PGR Spotlight Collaboration & Collegiality Series: Daisy Shearer

Daisy and Emily the Magnet

Daisy Shearer (she/her)¬†‚Äčis a PGR in the Surrey Physics Department

Q: How have you have been collaborating with or supporting other researchers at Surrey, whilst doing your PhD?

A: I regularly work with other researchers from across the ATI on my own research. I’m very lucky to be able to collaborate with engineers and materials scientists who help me with my work fabricating devices. I also seek out the expertise of theoretical physicists when interpreting my experimental results. Whenever I can, I’m looking to collaborate with other people who might have a different perspective on my research or are working on research I’m interested in.

When it comes to support, I am always looking for new ways to encourage others around me to get support when they can. I’ve written a couple of pieces for the PGR blog with the hope that it helps other PGRs at the university and those looking to study here. Particularly useful ones are ‘Maintaining a work-life balance during your PhD’ and ‘Accessing disability and neurodiversity support as a postgraduate student’. I like to share my experiences as an autistic PGR to help support others who might not know how to go about accessing appropriate support. 

I am also involved with supporting underrepresented physics students. For example, I am the peer support and mentoring manager for GRADnet’s diversity network ‘IPPSnet‘ where I’m in the process of setting up a mentoring scheme for underrepresented physics students across SEPnet universities. As well as this, I am involved with promoting disability and neurodiversity support within the university. I’ve been leading a team to set up a new network for staff (including PGRs) who are neurodivergent here at Surrey.

Q: What have you gained so far by working with other researchers, that you might not have achieved on your own?

A: If I didn’t seek out the advice and expertise of other researchers, I don’t think my research would be going very well! Recognising where your knowledge is lacking and finding people who can help teach and guide you is an important research skill to have. I’m a huge believer that good science is done when it is a collaboration between lots of diverse thinkers.

Q: Why do you think it is valuable to be collegial with other researchers?

A: There are so many reasons! Whether it’s the professional reasons like building research relationships or personal reasons like making friends and helping those around you maintain good mental wellbeing. Connecting with other researchers inspires me and supporting others through their doctoral studies gives me a lot of satisfaction. I’ve had my fair share of mental health struggles throughout my PhD journey so far and I hope to alleviate some of that struggle for others through mentoring and discussing some of the issues in academia openly.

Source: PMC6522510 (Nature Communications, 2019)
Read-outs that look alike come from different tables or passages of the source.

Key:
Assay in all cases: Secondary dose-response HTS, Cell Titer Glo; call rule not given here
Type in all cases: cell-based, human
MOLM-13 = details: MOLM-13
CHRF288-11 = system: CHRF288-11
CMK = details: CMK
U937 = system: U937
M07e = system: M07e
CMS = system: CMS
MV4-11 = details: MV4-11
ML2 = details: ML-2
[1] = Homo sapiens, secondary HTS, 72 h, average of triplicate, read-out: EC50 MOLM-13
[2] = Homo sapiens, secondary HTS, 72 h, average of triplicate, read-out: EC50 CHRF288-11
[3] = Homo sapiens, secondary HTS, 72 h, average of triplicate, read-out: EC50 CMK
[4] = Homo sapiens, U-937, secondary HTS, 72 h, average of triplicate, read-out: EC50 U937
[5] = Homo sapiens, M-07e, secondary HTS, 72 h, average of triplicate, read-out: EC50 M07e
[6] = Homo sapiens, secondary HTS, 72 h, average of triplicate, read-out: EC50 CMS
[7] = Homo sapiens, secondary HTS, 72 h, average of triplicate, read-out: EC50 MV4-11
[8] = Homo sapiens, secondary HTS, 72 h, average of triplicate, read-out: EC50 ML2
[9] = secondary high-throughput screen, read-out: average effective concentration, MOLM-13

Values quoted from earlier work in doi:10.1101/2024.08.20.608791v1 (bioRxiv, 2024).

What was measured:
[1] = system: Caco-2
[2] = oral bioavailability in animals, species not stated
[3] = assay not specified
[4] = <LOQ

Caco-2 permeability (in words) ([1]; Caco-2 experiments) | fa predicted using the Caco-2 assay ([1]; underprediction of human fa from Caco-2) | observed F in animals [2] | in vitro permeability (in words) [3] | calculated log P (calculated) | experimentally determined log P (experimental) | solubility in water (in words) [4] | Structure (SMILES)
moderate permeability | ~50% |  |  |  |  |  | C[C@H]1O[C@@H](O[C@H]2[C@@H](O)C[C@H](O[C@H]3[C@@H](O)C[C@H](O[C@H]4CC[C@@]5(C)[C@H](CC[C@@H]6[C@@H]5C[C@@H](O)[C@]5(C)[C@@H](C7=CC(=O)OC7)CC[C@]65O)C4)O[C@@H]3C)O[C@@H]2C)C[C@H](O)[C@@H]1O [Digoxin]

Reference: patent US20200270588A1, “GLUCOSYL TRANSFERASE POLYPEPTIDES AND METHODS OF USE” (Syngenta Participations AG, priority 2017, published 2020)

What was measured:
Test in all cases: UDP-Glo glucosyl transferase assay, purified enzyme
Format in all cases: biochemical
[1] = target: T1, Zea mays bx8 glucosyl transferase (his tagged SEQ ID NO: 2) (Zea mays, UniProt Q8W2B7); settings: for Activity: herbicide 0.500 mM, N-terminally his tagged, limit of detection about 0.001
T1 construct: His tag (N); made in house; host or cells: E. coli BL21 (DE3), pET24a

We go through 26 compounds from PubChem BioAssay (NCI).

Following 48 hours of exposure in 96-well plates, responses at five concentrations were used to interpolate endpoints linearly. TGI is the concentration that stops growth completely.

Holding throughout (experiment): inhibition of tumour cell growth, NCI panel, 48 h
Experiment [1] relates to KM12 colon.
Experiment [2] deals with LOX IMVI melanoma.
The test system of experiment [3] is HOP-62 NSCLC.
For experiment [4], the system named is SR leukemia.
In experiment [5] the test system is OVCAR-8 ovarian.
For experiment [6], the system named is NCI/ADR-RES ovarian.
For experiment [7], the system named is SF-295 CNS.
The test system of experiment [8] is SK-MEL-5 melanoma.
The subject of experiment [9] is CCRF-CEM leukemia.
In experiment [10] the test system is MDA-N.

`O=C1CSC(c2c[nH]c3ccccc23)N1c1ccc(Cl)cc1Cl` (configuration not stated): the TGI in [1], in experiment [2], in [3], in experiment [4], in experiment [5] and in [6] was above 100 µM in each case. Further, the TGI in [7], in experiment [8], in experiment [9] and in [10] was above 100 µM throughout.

Q: How do you deal with competitiveness and imposter syndrome when working with other researchers? Is this an issue for you at all?

A: I find it quite challenging to deal with imposter syndrome. I do compare myself with others regularly so it’s easy for me to fall into the trap of feeling like I am not good enough to be a researcher. I’ve always been my own worst enemy for a long time! But over the years I’ve found some techniques that help me manage this. One is just reminding myself that everyone’s PhD is different so comparing to others isn’t really possible. Even though I sometimes get jealous of colleagues who have published already and win lots of awards, I remind myself that I am on my own path and I’m achieving things in my own way- even if that’s just the achievement of pushing back on the overwork culture in academia by taking weekends off!

Q: Does collaborating with other researchers in your community distract you from progressing with your own individual research project?

A: As I said before, I don’t think my research would be as well rounded and interesting if I didn’t collaborate with others. It definitely doesn’t distract me from my project. In fact, a lot of the best ideas I’ve had for designing new experiments have come out of talking with a colleague on something tangential to my own project.